Magazine article Artforum International

Matt Mullican: KUNSTHALLE LA

Magazine article Artforum International

Matt Mullican: KUNSTHALLE LA

Article excerpt

The title "Matt Mullican: Works from the 1980s and 90s" is telling; it is during that era that Mullican gained entree into what is now known as the Pictures generation, appearing alongside artists such as Cindy Sherman and Richard Prince in such era-defining exhibitions as 1989's "Forest of Signs" at the Museum of Contemporary Art in Los Angeles. The Pictures artists seemed to share a vaguely melancholic understanding of modernism as a historical category and of contemporary art as a subset of the larger visual culture. And all recycled the most emblematically pared-down, abstract forms of modern art, using them as emptied-out vessels for a baroque content liberally imported from the "landscape" of mass media. This conflation of older and newer elements, both of them ready-made, was analyzed at the time as symptomatic of a "postmodern condition" that these artists had willfully contracted. But this is where the relation ends.

There is a comprehensive sweep to Mullican's practice, which takes in life, death, and everything in between, that is ultimately much more modern than post-. Absurd as it might seem, he really does set out to answer the most general question--What does it all mean?--and he docs so in the particular, through the construction of an increasingly complex ideational cosmology. Every part of our earthly and cosmic experience is scrupulously tabulated as a pictographic sign within an endlessly expanding and recombinant system. If, from one work to the next, the final answer continues to elude him, it is not for lack of trying. This conception of art as a totality machine is perhaps flawed, but it is certainly not built to break down.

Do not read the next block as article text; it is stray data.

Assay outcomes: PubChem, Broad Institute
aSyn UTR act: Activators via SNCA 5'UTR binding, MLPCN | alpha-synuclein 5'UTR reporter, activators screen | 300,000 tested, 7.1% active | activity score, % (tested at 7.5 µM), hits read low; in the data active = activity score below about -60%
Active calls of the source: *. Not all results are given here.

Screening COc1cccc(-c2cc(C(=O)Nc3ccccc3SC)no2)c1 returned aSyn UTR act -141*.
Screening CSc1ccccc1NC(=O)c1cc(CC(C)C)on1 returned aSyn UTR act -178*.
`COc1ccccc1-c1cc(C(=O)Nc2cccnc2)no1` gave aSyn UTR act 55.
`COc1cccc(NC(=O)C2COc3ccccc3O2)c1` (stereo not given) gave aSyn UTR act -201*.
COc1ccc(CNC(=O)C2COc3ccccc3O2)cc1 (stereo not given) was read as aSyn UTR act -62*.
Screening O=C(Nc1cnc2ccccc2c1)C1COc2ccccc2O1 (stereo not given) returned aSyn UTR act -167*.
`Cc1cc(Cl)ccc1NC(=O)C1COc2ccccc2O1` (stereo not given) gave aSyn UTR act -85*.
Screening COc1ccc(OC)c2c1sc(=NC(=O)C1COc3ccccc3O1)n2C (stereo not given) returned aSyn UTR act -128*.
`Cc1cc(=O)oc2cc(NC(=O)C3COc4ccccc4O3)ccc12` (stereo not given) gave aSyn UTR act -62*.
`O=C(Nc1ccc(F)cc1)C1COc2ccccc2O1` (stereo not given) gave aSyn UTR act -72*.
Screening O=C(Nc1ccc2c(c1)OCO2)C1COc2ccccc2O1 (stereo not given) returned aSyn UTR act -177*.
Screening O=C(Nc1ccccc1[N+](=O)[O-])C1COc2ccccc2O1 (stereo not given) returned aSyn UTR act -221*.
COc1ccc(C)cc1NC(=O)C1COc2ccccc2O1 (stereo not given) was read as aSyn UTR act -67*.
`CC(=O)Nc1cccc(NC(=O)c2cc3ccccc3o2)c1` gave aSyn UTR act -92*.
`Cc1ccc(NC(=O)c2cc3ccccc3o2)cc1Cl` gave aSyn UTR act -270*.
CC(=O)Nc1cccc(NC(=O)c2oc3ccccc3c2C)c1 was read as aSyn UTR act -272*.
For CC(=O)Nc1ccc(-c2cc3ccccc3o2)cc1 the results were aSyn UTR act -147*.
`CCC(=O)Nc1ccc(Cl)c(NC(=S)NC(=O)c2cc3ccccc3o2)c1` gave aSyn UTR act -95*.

Installed in the expansive space of kunsthalle LA, a Chinatown gallery jointly run by SolwayJones and Francois Ghebaly, the work was divided into four components: a single monumental rubbing-painting executed in oil-stick-on-canvas from cardboard cutout designs; five more modestly scaled granite bas-reliefs; a set of sixteen color etchings; and a portfolio of ten silk-screen prints and sixty-four etchings derived from the artist's notebooks. These various bodies of work are evidently linked, all of them partaking of the same symbolic lexicon that Mullican has made his own, albeit at different stages of development. …

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